A common cause of death in inhalant abusers is called sudden sniffing death syndrome (SSDS). Although the exact mechanism is unknown, the inhalant is believed to sensitize the myocardium to circulating catecholamines. This causes an exaggerated response to epinephrine released during a sudden alarm or increased physical activity that leads to a fatal arrhythmia. Death usually occurs while the user is running, attempting to flee, experiencing a particularly frightful hallucination, or during sexual activity. The co-ingestion of a sympathomimetic agent, such as cocaine or even therapeutic Ritalin, may increase the risk of the fatal arrhythmia. Sudden sniffing death is particularly associated with the abuse of toluene, butyl nitrate, butane, propane, and chemicals in aerosols.


Inhalant abuse rates are higher in Whites, although use is also high among Hispanic and Native American children.


In the past, abuse was more prevalent in males, but over the past 2 decades, abuse has increased in females and the prevalence is now nearly equal in the youth population. Inhalant abuse still tends to be higher in adult males.


The typical abusers of inhalants are aged 10-15 years, although use in children as young as 7 and 8 years has been reported. The average age of initial use of these chemicals was around 10 years in one study, which preceded the average initiation into cigarettes by 1.5 years and narcotics by almost 4 years. Experimentation typically occurs in late childhood and is short lived. Chronic abuse is usually seen in older adolescents, although it has also been reported as late as the fifth and sixth decades of life.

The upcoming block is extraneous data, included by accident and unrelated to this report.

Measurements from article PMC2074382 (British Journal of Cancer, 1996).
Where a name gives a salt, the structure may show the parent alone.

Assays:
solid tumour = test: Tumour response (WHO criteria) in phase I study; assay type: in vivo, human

Inhalant use leads to an earlier initiation of other drug use, including cigarettes and alcohol, and is associated with a higher lifetime prevalence of substance use disorders.

Contributor Information and Disclosures

Edward C Jauch, MD, MS, FAHA, FACEP Professor, Director, Division of Emergency Medicine, Professor, Department of Neurosciences, Vice Chair of Research, Department of Medicine, Medical University of South Carolina College of Medicine; Adjunct Professor, Department of Bioengineering, Clemson University